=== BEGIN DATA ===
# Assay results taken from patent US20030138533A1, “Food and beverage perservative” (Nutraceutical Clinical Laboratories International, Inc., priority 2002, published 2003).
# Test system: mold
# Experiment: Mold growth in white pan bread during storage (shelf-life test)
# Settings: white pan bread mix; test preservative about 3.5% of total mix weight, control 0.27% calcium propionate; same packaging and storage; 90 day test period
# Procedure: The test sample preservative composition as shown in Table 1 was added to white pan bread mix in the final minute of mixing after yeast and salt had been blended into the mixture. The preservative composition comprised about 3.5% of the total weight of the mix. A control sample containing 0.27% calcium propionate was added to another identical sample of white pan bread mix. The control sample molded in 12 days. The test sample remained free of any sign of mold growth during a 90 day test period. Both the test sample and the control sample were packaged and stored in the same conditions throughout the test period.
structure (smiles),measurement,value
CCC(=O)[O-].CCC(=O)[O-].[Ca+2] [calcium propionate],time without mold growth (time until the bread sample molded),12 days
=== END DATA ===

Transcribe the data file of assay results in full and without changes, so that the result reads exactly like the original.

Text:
# Assay results taken from patent US20030138533A1, “Food and beverage perservative” (Nutraceutical Clinical Laboratories International, Inc., priority 2002, published 2003).
# Test system: mold
# Experiment: Mold growth in white pan bread during storage (shelf-life test)
# Settings: white pan bread mix; test preservative about 3.5% of total mix weight, control 0.27% calcium propionate; same packaging and storage; 90 day test period
# Procedure: The test sample preservative composition as shown in Table 1 was added to white pan bread mix in the final minute of mixing after yeast and salt had been blended into the mixture. The preservative composition comprised about 3.5% of the total weight of the mix. A control sample containing 0.27% calcium propionate was added to another identical sample of white pan bread mix. The control sample molded in 12 days. The test sample remained free of any sign of mold growth during a 90 day test period. Both the test sample and the control sample were packaged and stored in the same conditions throughout the test period.
structure (smiles),measurement,value
CCC(=O)[O-].CCC(=O)[O-].[Ca+2] [calcium propionate],time without mold growth (time until the bread sample molded),12 days